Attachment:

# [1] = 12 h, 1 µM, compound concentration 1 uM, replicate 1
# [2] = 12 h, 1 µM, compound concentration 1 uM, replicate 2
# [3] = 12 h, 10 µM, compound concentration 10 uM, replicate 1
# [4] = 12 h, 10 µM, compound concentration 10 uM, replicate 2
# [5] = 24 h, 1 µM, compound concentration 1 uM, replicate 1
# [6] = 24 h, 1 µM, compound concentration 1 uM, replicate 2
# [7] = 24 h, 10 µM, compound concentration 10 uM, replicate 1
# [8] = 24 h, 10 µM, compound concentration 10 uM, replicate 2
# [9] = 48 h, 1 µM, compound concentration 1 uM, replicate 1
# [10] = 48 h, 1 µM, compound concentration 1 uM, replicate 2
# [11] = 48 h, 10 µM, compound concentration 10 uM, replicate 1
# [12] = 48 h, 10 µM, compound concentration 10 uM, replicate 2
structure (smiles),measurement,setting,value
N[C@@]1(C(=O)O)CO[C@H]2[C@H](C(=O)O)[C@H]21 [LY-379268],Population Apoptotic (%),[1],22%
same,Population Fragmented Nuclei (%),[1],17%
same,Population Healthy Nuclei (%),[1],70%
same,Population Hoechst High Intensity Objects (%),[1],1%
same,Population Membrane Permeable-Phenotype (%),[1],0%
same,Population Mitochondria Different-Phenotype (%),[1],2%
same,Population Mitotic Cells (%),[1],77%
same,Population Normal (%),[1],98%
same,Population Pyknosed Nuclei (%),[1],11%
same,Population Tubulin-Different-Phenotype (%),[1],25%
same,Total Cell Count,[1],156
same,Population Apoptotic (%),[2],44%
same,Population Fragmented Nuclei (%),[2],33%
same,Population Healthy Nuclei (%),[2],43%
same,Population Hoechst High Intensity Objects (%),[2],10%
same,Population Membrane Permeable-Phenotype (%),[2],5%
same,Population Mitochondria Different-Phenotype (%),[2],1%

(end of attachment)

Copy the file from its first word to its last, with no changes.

# [1] = 12 h, 1 µM, compound concentration 1 uM, replicate 1
# [2] = 12 h, 1 µM, compound concentration 1 uM, replicate 2
# [3] = 12 h, 10 µM, compound concentration 10 uM, replicate 1
# [4] = 12 h, 10 µM, compound concentration 10 uM, replicate 2
# [5] = 24 h, 1 µM, compound concentration 1 uM, replicate 1
# [6] = 24 h, 1 µM, compound concentration 1 uM, replicate 2
# [7] = 24 h, 10 µM, compound concentration 10 uM, replicate 1
# [8] = 24 h, 10 µM, compound concentration 10 uM, replicate 2
# [9] = 48 h, 1 µM, compound concentration 1 uM, replicate 1
# [10] = 48 h, 1 µM, compound concentration 1 uM, replicate 2
# [11] = 48 h, 10 µM, compound concentration 10 uM, replicate 1
# [12] = 48 h, 10 µM, compound concentration 10 uM, replicate 2
structure (smiles),measurement,setting,value
N[C@@]1(C(=O)O)CO[C@H]2[C@H](C(=O)O)[C@H]21 [LY-379268],Population Apoptotic (%),[1],22%
same,Population Fragmented Nuclei (%),[1],17%
same,Population Healthy Nuclei (%),[1],70%
same,Population Hoechst High Intensity Objects (%),[1],1%
same,Population Membrane Permeable-Phenotype (%),[1],0%
same,Population Mitochondria Different-Phenotype (%),[1],2%
same,Population Mitotic Cells (%),[1],77%
same,Population Normal (%),[1],98%
same,Population Pyknosed Nuclei (%),[1],11%
same,Population Tubulin-Different-Phenotype (%),[1],25%
same,Total Cell Count,[1],156
same,Population Apoptotic (%),[2],44%
same,Population Fragmented Nuclei (%),[2],33%
same,Population Healthy Nuclei (%),[2],43%
same,Population Hoechst High Intensity Objects (%),[2],10%
same,Population Membrane Permeable-Phenotype (%),[2],5%
same,Population Mitochondria Different-Phenotype (%),[2],1%